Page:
Cardiac amyloidosis is a significant source of morbidity among patients with systemic amyloidosis, and is the most common cause of restrictive cardiomyopathy outside the tropics. Amyloidosis represents the extra-cellular deposition of insoluble fibrillar proteinaceous material in various organs...
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Cardiac fibroma

Cardiac fibroma, also known as cardiac fibromatosis, are benign congenital cardiac tumours that usually manifest in children.  Epidemiology Cardiac fibroma is a tumour that primarily affects children (most cases is detected in infants or in utero). They are the second most common benign primar...
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Cardiac lymphoma

Cardiac lymphoma is a rare tumour of the myocardium and/or pericardium. It may be considered as primary or secondary. Epidemiology Primary cardiac lymphoma is a rare occurrence, representing only 10% of primary malignant cardiac tumours (1% of all primary cardiac tumours). Secondary involveme...
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Cardiac myxoma

Cardiac myxomas, although uncommon are one of the commonest primary cardiac tumours and account for ~50% primary benign cardiac tumours.  Epidemiology Cardiac myxomas are the most common primary cardiac tumour in adults but are relatively infrequent in childhood, where cardiac rhabdomyomas are...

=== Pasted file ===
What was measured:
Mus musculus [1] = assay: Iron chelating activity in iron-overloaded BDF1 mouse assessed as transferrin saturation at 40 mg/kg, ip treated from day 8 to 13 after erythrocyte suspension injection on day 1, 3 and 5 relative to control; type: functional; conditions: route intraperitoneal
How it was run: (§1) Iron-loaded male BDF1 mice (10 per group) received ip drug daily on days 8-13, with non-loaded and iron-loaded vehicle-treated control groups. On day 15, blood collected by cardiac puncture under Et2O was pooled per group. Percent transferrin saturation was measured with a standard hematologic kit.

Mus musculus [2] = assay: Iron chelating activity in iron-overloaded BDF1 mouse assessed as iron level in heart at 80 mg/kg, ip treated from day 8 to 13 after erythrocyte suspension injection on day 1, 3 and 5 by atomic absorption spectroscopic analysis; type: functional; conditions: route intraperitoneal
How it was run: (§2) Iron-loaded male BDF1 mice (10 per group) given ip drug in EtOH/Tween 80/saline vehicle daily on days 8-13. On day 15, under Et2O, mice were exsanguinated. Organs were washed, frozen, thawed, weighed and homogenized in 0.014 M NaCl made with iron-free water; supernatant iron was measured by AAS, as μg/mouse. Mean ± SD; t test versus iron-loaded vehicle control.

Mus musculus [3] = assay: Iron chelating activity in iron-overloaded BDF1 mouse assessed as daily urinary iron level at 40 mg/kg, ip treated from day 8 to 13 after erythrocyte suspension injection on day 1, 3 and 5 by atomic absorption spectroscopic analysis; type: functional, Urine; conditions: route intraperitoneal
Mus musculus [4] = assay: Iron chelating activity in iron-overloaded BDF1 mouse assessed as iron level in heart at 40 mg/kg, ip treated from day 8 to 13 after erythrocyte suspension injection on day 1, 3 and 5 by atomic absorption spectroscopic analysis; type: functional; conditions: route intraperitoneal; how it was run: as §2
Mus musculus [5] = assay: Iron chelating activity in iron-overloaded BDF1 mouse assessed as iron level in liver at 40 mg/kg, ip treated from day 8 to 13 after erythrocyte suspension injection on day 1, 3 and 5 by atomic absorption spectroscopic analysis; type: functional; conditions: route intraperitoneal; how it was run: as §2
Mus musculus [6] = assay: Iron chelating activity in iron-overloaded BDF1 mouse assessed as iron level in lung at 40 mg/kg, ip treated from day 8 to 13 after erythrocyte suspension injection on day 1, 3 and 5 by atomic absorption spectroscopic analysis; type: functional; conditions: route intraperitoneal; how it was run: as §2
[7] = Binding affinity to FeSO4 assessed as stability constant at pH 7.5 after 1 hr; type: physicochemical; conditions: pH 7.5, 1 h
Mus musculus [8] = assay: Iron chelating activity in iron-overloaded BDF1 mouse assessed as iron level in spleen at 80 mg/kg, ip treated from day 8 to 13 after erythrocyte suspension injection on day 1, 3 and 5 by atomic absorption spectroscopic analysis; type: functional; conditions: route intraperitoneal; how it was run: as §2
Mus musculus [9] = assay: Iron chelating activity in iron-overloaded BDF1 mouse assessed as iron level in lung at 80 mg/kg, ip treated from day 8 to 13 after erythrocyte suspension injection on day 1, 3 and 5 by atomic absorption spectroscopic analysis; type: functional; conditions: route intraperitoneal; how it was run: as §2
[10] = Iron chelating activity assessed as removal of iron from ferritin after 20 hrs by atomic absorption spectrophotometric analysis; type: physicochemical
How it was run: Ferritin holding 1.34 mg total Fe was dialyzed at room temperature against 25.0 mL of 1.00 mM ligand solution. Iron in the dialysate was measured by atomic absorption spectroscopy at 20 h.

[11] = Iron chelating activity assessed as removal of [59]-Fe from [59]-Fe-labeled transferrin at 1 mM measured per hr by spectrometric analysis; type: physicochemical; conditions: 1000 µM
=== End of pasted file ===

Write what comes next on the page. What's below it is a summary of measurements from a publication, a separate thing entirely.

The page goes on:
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Cardiac rhabdomyoma

Cardiac rhabdomyomas are a type of benign myocardial tumour and are considered the most common fetal cardiac tumour. They have a strong association with tuberous sclerosis. Epidemiology Cardiac rhabdomyomas are often multiple and can represent up to 90% of cardiac tumours in the paediatric pop...
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Cardiac sclerosis

Cardiac sclerosis, or "cardiac cirrhosis" is the end-point of passive hepatic congestion from heart failure.  Pathology Aetiology Causes of cardiac cirrhosis include 1: ischaemic heart disease: ~30% cardiomyopathy: ~25% valvular heart disease: ~25% restrictive lung disease: ~15% pericard...
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Cardiac tuberculosis

Cardiac tuberculosis refers to the rare infection of the cardiac musculature with Mycobacterium tuberculosis. Pathology Generally associated with and occurring as a complication of mediastinal and pulmonary tuberculosis. Pericardial and myocardial involvement is known. Endocardial spread may ...
Article

Cardiac venous malformations

Cardiac venous malformations (also known as cardiac haemangiomas) consists of a slow flow venous malformation and is composed of numerous non-neoplastic endothelial-lined thin-walled channels with interspersed fat and fibrous septae. Terminology It is important to note that according to newer ...